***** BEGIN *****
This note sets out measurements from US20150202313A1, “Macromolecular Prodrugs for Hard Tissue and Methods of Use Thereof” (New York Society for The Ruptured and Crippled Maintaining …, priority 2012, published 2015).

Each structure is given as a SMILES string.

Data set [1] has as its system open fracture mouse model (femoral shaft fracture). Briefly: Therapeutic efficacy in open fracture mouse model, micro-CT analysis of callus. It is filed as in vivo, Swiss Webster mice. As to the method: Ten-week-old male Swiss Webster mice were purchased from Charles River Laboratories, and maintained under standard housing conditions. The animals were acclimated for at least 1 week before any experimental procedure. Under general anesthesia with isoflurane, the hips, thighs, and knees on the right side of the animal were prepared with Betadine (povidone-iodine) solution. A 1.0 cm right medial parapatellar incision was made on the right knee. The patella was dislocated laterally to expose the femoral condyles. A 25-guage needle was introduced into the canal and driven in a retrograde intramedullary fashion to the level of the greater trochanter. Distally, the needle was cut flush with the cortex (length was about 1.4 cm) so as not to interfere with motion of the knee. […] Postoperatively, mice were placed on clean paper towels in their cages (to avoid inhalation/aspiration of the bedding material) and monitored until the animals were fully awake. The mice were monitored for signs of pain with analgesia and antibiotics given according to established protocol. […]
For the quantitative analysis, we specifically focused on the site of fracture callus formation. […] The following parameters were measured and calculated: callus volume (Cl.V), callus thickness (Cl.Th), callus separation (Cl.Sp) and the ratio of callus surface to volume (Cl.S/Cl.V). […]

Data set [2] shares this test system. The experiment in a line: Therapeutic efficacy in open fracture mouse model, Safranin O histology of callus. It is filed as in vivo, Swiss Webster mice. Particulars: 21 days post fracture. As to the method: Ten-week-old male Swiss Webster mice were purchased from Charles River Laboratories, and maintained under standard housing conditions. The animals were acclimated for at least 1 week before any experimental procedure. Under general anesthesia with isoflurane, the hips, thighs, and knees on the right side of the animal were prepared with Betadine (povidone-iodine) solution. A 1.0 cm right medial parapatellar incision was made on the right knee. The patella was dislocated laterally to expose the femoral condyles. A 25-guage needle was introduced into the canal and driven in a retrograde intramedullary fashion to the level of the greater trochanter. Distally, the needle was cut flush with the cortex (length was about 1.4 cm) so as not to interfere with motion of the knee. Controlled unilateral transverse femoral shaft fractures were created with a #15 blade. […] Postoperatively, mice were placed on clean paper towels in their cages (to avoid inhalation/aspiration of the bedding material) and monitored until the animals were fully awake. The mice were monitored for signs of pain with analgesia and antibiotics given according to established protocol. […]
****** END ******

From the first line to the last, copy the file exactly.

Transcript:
This note sets out measurements from US20150202313A1, “Macromolecular Prodrugs for Hard Tissue and Methods of Use Thereof” (New York Society for The Ruptured and Crippled Maintaining …, priority 2012, published 2015).

Each structure is given as a SMILES string.

Data set [1] has as its system open fracture mouse model (femoral shaft fracture). Briefly: Therapeutic efficacy in open fracture mouse model, micro-CT analysis of callus. It is filed as in vivo, Swiss Webster mice. As to the method: Ten-week-old male Swiss Webster mice were purchased from Charles River Laboratories, and maintained under standard housing conditions. The animals were acclimated for at least 1 week before any experimental procedure. Under general anesthesia with isoflurane, the hips, thighs, and knees on the right side of the animal were prepared with Betadine (povidone-iodine) solution. A 1.0 cm right medial parapatellar incision was made on the right knee. The patella was dislocated laterally to expose the femoral condyles. A 25-guage needle was introduced into the canal and driven in a retrograde intramedullary fashion to the level of the greater trochanter. Distally, the needle was cut flush with the cortex (length was about 1.4 cm) so as not to interfere with motion of the knee. […] Postoperatively, mice were placed on clean paper towels in their cages (to avoid inhalation/aspiration of the bedding material) and monitored until the animals were fully awake. The mice were monitored for signs of pain with analgesia and antibiotics given according to established protocol. […]
For the quantitative analysis, we specifically focused on the site of fracture callus formation. […] The following parameters were measured and calculated: callus volume (Cl.V), callus thickness (Cl.Th), callus separation (Cl.Sp) and the ratio of callus surface to volume (Cl.S/Cl.V). […]

Data set [2] shares this test system. The experiment in a line: Therapeutic efficacy in open fracture mouse model, Safranin O histology of callus. It is filed as in vivo, Swiss Webster mice. Particulars: 21 days post fracture. As to the method: Ten-week-old male Swiss Webster mice were purchased from Charles River Laboratories, and maintained under standard housing conditions. The animals were acclimated for at least 1 week before any experimental procedure. Under general anesthesia with isoflurane, the hips, thighs, and knees on the right side of the animal were prepared with Betadine (povidone-iodine) solution. A 1.0 cm right medial parapatellar incision was made on the right knee. The patella was dislocated laterally to expose the femoral condyles. A 25-guage needle was introduced into the canal and driven in a retrograde intramedullary fashion to the level of the greater trochanter. Distally, the needle was cut flush with the cortex (length was about 1.4 cm) so as not to interfere with motion of the knee. Controlled unilateral transverse femoral shaft fractures were created with a #15 blade. […] Postoperatively, mice were placed on clean paper towels in their cages (to avoid inhalation/aspiration of the bedding material) and monitored until the animals were fully awake. The mice were monitored for signs of pain with analgesia and antibiotics given according to established protocol. […]